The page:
Carb-loaded meal – that’s how much rice was on my plate. The portion is as big as my face
Colour of magma sauce
The highlight of this dish was the Primal Groudon’s magma sauce which tasted like curry, except that it was reddish-pink and not spicy at all. The overall lack of flavour of the rice was momentarily salvaged by the semi-sweet and earthy taste of the sauce which filled only half the small Pokéball cup. Goodness me! Can they get any stingier than that?
Special Move “Fire Blast”! Primal Groudon’s Bolognese (S$20++)
Special Move “Fire Blast”! Primal Groudon’s Bolognese
Upon learning that the beef patty dish was unavailable, we reluctantly switched our next order to this Special Move “Fire Blast”! Primal Groudon’s Bolognese.
Worse. Decision. Ever.
It was a typical chicken bolognese paired with egg white patty in the middle and two sides of a toasted bun with a faded Pikachu imprint and that’s it. No pasta, rice whatsoever. You’re expected to fill your stomach with just bread as your main carbohydrate food from this supposedly main course *slow clap* Perhaps the overwhelming amount of Saffron rice from the Pikachu Smiling Rice Omelette is meant to be shared with whichever poor soul has ordered this dish. Taste-wise, it was unsurprisingly mediocre. The chicken bolognese from Pastamania certainly tasted heaps better with a more generous serving of meat. So, steer clear if you’re hungry.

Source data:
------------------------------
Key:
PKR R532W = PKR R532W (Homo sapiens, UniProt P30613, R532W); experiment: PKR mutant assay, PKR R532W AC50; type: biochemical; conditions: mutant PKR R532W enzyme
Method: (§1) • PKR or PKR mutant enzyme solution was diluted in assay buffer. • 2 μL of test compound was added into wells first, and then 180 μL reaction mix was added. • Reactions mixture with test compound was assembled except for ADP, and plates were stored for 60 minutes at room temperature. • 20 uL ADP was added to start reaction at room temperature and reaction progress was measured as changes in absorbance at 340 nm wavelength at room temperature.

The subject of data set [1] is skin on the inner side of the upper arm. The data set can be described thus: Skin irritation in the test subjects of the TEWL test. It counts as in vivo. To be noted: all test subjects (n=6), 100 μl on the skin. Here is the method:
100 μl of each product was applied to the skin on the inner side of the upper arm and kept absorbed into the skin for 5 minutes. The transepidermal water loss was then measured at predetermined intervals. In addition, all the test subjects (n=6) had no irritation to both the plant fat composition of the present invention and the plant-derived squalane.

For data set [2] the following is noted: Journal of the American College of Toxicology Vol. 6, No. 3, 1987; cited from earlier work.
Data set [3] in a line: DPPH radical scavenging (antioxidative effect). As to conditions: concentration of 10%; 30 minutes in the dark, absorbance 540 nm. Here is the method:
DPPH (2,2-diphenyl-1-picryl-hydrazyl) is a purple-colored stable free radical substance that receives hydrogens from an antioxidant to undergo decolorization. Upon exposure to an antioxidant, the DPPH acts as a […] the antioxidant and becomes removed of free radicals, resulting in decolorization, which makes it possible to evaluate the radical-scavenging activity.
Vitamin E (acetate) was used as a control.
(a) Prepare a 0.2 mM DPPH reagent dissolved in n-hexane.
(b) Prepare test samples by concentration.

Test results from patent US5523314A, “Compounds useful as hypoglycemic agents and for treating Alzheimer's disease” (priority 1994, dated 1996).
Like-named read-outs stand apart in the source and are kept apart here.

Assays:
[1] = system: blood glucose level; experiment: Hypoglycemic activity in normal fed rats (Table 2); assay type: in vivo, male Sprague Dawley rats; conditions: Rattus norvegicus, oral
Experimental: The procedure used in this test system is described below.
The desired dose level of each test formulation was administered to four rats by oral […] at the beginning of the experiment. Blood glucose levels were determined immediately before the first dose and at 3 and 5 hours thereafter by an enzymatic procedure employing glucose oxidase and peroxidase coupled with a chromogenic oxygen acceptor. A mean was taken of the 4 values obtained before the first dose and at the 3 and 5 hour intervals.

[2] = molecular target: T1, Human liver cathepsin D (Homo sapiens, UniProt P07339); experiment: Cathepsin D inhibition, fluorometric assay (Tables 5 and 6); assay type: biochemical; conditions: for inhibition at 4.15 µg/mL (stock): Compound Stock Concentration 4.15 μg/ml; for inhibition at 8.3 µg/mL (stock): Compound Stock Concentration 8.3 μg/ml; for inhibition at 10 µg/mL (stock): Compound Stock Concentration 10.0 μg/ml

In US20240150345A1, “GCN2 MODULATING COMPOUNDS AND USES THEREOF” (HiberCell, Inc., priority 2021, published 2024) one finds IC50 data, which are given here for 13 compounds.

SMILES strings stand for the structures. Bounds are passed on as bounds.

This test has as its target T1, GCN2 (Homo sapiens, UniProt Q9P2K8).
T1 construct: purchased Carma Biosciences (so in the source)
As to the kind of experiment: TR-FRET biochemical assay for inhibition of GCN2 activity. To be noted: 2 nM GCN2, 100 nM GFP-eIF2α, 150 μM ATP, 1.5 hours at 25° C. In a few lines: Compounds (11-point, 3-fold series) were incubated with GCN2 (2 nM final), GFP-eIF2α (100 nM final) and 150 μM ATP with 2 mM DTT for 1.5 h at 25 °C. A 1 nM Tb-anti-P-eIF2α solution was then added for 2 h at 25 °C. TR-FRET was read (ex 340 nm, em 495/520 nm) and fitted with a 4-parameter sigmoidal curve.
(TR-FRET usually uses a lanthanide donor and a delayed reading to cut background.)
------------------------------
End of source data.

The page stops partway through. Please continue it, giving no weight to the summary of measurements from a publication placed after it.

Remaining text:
The “Pokéball” – looking nothing like the fondant-textured one on the menu – is made of egg white and had ketchup once again (what’s with the excessive use of ketchup, though) smeared on the upper half, thereby adding even more acidity to the already-acidic flavour of the chunky bolognese sauce. Despite the fact that all the recipes and artistic direction of the dishes were provided by the licensor (which I doubt were conscientiously conformed here because it’s quite unlike the Japanese to produce such unacceptable standard of food), the whole dish seemed to be put together by amateurs and there is clearly no attempt in flavour balancing at all.
Wanna Get Tingling!? “Volt Tackle” Soda (S$10++)
“Volt Tackle” Soda